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Percy’s Thanatos Syndrome is #5

… on National Review’s “list of ten great conservative novels, written by Americans since the 1950s.” John Miller has written an article for the latest issues on these novels, including a short review of each one. A discussion leading to the formation of the list can be found at Miller’s own website.

I count myself as a fairly serious reader, and I hadn’t even heard of two of the novels, The Time It Never Rained, by Elmer Kelton, and Shelley’s Heart, by Charles McCarry, but the Kanton looks especially good and I’m putting it in the queue. And I never did get around to John Dos Passos’ Midcentury or Mark Helprin’s Freddy and Fredericka. And I won’t be too unhappy if I never do.

On Miller’s website there is a fair amount of discussion as to whether Percy should be considered a “conservative” novelist at all, which of course depends on your discussion of conservative. I suppose so, or at least I think a good case can be made that he was conservative by the time he wrote Thanatos Syndrome. Trying to extrapolate from this whether Percy would have voted for McCain or Obama in the ’08 election was a kind of floating around this website in the runup to the vote, with fairly dismal results (in my estimation).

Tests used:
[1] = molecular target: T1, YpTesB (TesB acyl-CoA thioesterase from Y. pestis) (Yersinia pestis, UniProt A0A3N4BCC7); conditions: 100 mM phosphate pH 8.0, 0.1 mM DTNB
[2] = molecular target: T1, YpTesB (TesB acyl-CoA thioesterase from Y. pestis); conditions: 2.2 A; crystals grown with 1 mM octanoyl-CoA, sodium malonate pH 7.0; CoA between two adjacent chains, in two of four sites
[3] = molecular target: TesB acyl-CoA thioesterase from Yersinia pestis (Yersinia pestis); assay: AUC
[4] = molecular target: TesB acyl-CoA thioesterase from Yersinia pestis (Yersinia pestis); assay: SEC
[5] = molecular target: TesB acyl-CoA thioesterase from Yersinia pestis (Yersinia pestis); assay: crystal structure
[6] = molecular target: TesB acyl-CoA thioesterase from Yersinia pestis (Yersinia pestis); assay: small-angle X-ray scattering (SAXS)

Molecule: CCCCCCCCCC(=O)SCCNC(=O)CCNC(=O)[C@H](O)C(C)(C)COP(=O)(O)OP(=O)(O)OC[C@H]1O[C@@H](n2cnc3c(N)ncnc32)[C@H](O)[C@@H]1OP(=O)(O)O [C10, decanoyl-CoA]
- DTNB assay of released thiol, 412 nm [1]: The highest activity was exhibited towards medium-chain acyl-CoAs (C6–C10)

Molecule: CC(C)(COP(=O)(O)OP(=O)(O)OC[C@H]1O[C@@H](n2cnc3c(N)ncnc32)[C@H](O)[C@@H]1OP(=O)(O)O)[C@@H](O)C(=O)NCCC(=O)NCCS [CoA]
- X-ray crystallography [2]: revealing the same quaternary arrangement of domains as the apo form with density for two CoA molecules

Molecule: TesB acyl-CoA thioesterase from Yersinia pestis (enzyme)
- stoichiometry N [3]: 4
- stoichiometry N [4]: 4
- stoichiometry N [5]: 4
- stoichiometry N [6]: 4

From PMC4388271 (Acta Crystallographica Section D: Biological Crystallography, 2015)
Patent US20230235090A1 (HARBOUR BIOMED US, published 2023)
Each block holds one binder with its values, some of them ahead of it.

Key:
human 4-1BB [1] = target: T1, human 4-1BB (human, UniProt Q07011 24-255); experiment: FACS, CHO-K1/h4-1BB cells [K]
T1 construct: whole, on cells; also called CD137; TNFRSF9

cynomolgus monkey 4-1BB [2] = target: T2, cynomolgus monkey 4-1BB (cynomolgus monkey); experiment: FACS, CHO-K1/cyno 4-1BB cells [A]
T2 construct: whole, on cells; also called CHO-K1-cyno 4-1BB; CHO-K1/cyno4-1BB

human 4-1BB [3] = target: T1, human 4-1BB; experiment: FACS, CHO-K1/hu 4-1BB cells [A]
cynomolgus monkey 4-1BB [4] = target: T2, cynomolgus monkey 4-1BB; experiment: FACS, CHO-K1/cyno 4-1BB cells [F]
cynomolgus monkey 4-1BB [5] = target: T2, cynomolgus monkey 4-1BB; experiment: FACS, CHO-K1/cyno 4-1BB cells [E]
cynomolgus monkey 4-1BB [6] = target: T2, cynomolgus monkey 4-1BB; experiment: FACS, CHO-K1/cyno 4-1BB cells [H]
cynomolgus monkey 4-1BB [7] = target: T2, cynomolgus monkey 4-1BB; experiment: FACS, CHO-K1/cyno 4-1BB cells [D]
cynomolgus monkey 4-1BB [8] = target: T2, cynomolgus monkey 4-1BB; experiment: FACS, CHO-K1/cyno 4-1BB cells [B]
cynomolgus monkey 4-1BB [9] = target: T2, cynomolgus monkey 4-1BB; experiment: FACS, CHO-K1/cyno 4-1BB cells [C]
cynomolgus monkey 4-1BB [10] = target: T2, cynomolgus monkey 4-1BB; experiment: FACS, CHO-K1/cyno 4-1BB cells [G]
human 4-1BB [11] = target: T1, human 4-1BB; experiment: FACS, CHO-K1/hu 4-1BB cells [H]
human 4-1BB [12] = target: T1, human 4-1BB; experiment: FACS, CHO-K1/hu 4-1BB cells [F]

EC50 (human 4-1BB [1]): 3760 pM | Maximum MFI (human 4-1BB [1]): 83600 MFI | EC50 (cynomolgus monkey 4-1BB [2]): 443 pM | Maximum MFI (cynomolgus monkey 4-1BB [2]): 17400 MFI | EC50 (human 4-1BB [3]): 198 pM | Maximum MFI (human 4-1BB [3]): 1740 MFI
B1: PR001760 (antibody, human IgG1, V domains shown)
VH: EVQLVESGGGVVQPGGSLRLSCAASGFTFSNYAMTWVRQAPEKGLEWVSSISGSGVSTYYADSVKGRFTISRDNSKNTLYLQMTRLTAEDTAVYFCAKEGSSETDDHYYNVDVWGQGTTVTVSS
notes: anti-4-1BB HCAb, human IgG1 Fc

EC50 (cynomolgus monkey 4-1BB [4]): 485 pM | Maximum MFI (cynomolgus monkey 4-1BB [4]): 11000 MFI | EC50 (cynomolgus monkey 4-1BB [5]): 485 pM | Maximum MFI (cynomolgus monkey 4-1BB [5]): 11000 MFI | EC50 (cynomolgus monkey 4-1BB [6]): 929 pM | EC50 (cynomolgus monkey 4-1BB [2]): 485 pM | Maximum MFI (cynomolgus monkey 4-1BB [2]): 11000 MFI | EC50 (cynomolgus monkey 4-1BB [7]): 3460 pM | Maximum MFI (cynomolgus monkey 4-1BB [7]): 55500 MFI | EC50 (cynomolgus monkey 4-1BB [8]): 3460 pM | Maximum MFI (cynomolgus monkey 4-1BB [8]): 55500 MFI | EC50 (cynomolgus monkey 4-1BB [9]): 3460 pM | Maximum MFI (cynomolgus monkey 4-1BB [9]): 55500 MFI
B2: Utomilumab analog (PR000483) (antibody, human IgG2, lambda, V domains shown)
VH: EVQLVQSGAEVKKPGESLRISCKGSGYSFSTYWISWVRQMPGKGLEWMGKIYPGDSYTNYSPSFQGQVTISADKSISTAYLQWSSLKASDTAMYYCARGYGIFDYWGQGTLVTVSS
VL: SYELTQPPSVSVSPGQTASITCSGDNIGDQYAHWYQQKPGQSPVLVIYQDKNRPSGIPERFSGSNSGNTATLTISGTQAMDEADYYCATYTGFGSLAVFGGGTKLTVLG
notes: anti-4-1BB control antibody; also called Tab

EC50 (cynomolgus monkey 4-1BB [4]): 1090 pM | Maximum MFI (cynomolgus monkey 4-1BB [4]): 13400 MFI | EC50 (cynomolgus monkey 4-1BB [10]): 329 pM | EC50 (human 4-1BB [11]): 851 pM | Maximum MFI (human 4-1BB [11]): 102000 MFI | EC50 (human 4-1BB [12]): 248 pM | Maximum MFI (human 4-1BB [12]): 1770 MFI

I think a clearer case for conservatism can be discerned in the novels of Tom Wolfe and Dos Passos, but the real problem with the list is that it leaves out so many great novels … Gravity’s Rainbow, Operation Shylock, Beauty of the Lilies … the list goes on and on. And why politicize novels that aren’t intended to be political? I recall reading in NR, numerous times, that the disinclination to politicize everything under the sun was a conservative position. Which may well be true, making such a list as this unacceptably liberal. Don’t even read it, or your mind will be poisoned.

Comments

  1. Depends what you mean by conservative. Atlas Shrugged?

  2. Jonathan Webb says

    It's kind of depressing that the absence of politics makes a work "conservative". It kind of ties into what Percy indicated about the Soviet Union being an even more death dealing civilization than America.

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